Masahiro Sugaya – Horizon, Volume 1 (Light In The Attic)


While his work is little known outside of his home country, Japanese composer / multi-instrumentalist Masahiro Sugaya has produced an impressively diverse range of music spanning from experimental composition through to jazz and New Age influences since the late 1980s.

While Sugaya hasn’t released an album of new material since 1994’s ‘The Bush Of Ghosts’, the current fascination with Japan’s bubble economy-era kankyō ongaku musical scene (as well as the high collector prices his original releases now command) mean that it’s a perfect time for this compilation ‘Horizon, Volume 1’, culled from Sugaya’s 1980s musical scores for experimental Tokyo theatre group Pappa Tarahumura, to appear.

After a brief opening segue that sees synthesised flutes repeating a playful melodic motif, ‘Future Green’ ushers in slow sparse kickdrums and delicately noodling keyboard sequences, the glittering electronics and glassy whooshes that slide back and forth between the speakers emphasising the sense of crystalline elegance. As with a lot of the kankyō ongaku-related music, there’s a focus on relaxing, laidback arrangements that flirt with both New Age and modern classical elements.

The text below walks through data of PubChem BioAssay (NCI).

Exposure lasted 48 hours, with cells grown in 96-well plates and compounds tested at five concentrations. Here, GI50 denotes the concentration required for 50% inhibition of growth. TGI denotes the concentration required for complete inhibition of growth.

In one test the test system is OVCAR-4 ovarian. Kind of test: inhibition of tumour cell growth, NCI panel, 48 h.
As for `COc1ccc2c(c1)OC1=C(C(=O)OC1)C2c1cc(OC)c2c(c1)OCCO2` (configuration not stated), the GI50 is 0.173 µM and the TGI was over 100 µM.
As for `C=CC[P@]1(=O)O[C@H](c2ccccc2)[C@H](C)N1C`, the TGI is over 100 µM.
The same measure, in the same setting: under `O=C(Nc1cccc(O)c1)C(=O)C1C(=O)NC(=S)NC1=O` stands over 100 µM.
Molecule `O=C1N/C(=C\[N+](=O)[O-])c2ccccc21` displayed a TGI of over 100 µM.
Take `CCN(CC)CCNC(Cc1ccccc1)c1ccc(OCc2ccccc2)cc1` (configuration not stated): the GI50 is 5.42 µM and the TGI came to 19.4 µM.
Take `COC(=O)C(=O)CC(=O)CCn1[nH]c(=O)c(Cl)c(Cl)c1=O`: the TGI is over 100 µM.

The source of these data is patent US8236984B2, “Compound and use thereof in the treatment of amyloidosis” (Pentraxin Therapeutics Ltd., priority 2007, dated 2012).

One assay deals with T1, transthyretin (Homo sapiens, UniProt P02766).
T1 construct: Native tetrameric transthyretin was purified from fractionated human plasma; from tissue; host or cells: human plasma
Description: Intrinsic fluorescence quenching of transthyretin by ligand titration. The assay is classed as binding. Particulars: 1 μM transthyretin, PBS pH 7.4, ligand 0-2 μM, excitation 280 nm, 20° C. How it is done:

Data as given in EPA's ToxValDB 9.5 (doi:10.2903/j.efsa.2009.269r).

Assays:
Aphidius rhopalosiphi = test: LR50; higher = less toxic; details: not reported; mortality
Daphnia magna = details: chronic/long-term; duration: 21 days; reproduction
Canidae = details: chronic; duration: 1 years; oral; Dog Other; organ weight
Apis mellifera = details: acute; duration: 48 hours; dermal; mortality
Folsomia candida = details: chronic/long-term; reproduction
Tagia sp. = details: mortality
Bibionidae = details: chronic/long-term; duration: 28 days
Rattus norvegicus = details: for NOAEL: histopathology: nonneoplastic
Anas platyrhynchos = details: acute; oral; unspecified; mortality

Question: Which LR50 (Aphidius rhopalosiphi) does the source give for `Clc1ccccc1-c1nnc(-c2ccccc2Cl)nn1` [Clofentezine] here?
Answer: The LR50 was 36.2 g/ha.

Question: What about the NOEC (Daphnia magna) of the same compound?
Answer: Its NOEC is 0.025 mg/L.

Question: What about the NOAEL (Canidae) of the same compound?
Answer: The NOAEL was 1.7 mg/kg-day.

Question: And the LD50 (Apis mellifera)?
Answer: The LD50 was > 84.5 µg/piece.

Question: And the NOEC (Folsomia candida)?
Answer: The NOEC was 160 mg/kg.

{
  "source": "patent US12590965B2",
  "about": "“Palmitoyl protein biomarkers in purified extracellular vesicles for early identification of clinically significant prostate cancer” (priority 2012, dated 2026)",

‘Straight Line Floating In The Sky’ almost suggests Philip Glass as cycling piano arrangements spiral in layers against twinkling bells and icy ambient electronics, in what’s easily one of this album’s most hypnotic moments.

‘Afternoon Of The Appearing Fish’ meanwhile ventures towards laidback cocktail lounge jazz as loose meandering piano arrangements merge with shimmering, mirage-like background synths, while elsewhere ‘Wind Conversation’ floats out into murmuring synthesised bass plucks and feathery acoustic guitar arrangements, the nimble melodic chords smoothly merging a folky and modern classical aesthetic into one seamless package. If you’re looking for an entry point into Sugaya’s eighties backcatalogue, ‘Horizon, Volume 1’ offers the perfect place.


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A dastardly man with too much music and too little time on his hands